Local CD Review
Knoxville Jazz Orchestra
Blues Man From Memphis (Blue Canoe Records)
There's an overriding sense of familiarity when these jazzmen come together. All vets of the local jazz scene, the fellas of the Knoxville Jazz Orchestra never sound slack; there's never an iota of chill between the notes, as it all flows seamlessly, bridging the gap between traditional and the more modern arrangements.
Donald Brown , the impeccably fluid pianist who has been a staple of local jazz for decades, feels more meditative on Blues Man From Memphis , and his notes delicately stitch their way into a dense tapestry. And the horns, led by the trumpet of Vance Thompson , empty sheet after sheet of powerful sound, slowly distilled into the vocalizations of a single sax, such as on â“New York,â” a piece that was arranged by saxman Greg Tardy .
Throughout the album, they create a varied musical canvass, sparked by the multi-octave range of the horn section, which is often tempered by the meticulousness of John Clayton 's walking bass.
But the real standout is the final track, â“Peace for Zim,â” which is an homage to South African jazzman Zim Ngqawana . The piece sprawls along for more than 10 minutes, maneuvering in and out of disparate styles, globetrotting across a vast musical palate.
In an interview with Ngqawana last year, he told us that â“all music should be called world music. That way we can begin to communicate easily. When you say â‘world music,' for me you refer to the music that is made by people in the world, addressing world issues, to know the meaning of life, the meaning of the world. The music becomes something else. You may call it a spiritual journey, but I just call it a meaning, to understand why we're here.â”
Local CD Review
Years of a Monkey (Moot Point)
With 20-odd years of experience in umpteen combos and solo projects, Knoxville's scenester/socializer/man-about-town, that's right, Randall Brown, makes a confident step into the â“legendary local fixtureâ” bracket as his latest vehicle, Quartjar, presents Years of a Monkey . While the album is unquestionably Brown's show, the able backing of drummer Donnie Mahan and bassist Doug Engle provides a full band feel, delivering a varied selection of sounds that showcase Mr. Brown's copious talents.
While the bulk of the album could be classified as intelligently rendered rock, Monkey features enough forays into blues, world music, and countrified sounds to make pigeonholing impossible. Never purposely eclectic, Mr. Brown is merely following his muse and capably employing the vast sonic palate at his disposal. Something of an aural grab bag, Monke y 's exotically packaged musical gifts are all keepers.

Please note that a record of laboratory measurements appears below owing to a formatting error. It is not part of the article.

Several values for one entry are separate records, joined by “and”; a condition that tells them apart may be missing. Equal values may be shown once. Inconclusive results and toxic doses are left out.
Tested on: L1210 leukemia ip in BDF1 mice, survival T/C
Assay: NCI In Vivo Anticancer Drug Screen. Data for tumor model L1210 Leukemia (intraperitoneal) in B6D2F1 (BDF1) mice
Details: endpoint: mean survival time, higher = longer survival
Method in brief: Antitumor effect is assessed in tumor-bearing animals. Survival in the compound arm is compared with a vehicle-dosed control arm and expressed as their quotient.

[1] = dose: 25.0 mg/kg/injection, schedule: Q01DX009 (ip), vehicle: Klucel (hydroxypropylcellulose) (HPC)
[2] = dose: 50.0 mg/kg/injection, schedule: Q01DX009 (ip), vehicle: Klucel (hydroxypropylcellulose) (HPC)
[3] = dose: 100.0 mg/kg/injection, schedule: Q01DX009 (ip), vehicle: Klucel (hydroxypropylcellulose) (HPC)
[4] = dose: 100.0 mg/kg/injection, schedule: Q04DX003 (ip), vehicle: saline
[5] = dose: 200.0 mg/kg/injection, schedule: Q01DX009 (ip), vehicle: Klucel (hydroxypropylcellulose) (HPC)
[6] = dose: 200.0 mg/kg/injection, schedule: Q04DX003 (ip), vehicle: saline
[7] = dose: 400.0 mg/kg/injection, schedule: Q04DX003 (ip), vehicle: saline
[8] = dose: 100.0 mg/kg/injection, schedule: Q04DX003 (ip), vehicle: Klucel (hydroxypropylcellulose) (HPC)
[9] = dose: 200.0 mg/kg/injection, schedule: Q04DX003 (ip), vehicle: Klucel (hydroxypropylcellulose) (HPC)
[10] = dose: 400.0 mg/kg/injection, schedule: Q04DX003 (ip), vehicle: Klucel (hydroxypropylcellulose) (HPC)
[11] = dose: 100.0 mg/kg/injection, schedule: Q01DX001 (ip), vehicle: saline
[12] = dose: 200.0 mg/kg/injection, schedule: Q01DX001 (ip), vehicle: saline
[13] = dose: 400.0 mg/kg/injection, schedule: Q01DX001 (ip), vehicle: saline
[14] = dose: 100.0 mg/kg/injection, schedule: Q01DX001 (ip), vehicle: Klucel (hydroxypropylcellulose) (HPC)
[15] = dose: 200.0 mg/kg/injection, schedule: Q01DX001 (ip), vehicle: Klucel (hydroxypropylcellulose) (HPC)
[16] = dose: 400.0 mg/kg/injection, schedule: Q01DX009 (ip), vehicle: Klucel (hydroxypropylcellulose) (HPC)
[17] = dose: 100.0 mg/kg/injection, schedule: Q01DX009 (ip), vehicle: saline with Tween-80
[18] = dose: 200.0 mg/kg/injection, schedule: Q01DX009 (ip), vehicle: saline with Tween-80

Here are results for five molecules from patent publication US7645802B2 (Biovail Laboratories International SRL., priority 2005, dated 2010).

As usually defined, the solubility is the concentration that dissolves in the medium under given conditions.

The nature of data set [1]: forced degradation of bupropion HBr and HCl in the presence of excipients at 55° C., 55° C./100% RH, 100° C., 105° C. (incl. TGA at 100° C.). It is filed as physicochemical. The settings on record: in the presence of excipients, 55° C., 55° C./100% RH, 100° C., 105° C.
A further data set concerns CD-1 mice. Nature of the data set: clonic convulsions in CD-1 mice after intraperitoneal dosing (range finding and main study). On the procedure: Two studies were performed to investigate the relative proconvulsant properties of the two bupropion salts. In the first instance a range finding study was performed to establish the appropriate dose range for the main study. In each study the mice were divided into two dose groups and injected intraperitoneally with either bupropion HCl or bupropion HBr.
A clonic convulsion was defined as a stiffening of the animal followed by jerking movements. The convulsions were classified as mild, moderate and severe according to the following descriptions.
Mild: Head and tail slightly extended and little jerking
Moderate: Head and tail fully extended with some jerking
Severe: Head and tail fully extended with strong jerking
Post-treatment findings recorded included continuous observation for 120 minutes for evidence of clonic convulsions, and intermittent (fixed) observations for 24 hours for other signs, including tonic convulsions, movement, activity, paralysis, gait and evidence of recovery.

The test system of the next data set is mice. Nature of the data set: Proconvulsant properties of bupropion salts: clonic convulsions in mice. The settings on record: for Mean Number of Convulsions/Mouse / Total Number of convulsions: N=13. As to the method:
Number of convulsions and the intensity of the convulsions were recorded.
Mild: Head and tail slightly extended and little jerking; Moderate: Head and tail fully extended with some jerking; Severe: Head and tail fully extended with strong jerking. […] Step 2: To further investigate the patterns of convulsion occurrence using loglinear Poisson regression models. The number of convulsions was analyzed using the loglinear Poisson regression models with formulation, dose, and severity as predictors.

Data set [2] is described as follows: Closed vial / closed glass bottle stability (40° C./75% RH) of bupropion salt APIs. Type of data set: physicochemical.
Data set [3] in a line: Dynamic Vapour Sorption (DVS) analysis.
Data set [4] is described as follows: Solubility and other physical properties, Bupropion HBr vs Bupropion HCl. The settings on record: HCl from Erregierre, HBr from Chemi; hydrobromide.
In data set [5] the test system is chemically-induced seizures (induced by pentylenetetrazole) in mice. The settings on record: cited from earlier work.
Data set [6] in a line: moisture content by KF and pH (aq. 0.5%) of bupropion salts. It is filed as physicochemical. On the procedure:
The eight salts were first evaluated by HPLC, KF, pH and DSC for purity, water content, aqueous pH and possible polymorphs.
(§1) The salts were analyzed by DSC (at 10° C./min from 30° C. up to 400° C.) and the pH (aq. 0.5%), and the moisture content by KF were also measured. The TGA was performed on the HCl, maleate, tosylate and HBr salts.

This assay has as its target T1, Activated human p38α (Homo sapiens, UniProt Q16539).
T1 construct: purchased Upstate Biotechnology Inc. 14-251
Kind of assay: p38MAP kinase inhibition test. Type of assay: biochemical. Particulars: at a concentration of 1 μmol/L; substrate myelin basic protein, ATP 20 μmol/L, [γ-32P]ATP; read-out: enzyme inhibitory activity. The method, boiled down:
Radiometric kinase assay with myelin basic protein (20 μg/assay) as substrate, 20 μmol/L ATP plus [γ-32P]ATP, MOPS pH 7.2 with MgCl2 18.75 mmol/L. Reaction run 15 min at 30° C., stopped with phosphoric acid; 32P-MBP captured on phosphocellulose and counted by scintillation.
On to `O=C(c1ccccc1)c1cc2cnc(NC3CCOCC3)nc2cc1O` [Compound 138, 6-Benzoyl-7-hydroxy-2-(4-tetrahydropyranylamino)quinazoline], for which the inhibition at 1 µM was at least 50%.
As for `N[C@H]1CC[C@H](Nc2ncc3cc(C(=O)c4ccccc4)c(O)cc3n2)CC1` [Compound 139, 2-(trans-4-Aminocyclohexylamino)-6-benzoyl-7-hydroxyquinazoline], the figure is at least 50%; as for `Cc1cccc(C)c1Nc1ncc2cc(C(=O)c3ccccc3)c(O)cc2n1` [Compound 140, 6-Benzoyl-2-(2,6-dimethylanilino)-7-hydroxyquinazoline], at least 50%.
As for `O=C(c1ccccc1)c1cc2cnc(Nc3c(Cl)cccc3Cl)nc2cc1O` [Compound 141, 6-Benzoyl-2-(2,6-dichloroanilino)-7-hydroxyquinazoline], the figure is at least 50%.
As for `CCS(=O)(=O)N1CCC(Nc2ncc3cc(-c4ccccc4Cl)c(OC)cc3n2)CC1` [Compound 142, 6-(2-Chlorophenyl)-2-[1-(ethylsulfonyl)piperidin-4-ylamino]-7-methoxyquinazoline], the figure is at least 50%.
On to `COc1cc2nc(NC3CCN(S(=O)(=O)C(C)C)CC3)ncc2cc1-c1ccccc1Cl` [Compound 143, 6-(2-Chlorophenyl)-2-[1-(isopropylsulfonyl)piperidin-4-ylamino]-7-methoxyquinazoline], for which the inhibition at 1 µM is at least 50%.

Steeped in local lore, Brown is yet another unpretentiously Knox-centric artist who ranks in the local canon alongside standard-bearers RB Morris and Todd Steed . In fact, the aforementioned Mr. Steed makes an appearance on the album, along with a virtual who's who of area musicians that includes Greg Horne, Chris Cook, Laith Keilany , and Peggy Hambright , among others.
The album's real selling point is the lyrics. Ever the bard, Brown offers whimsical and introspective verse, telling stories and liberally adding dashes of humor. But this time around, Brown seems much more confident than on earlier releases. And his newfound lyrical swagger and literary sensibility is exactly what makes this Monkey a lifelong member of the Local Greats team.
The city is resounding with the echo of scads of audibly breaking hearts after the news that Mr. Brown, long one of Knoxville's most eligible bachelors, has opted to tie the knot. That's right, Brown will wed his longtime partner, the lovely Becky Napier , this Saturday, July 28. Aw, shucks. Best wishes, kids! â" Kevin Crowe , John Sewell
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